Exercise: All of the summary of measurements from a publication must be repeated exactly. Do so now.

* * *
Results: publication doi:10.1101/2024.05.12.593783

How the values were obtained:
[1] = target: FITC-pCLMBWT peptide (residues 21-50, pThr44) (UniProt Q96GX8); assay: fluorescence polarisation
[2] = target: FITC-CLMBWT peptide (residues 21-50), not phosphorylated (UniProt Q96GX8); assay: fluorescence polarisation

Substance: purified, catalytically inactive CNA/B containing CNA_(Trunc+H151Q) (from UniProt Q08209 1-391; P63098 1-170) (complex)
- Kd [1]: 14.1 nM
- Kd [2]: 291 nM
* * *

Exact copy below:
Results: publication doi:10.1101/2024.05.12.593783

How the values were obtained:
[1] = target: FITC-pCLMBWT peptide (residues 21-50, pThr44) (UniProt Q96GX8); assay: fluorescence polarisation
[2] = target: FITC-CLMBWT peptide (residues 21-50), not phosphorylated (UniProt Q96GX8); assay: fluorescence polarisation

Substance: purified, catalytically inactive CNA/B containing CNA_(Trunc+H151Q) (from UniProt Q08209 1-391; P63098 1-170) (complex)
- Kd [1]: 14.1 nM
- Kd [2]: 291 nM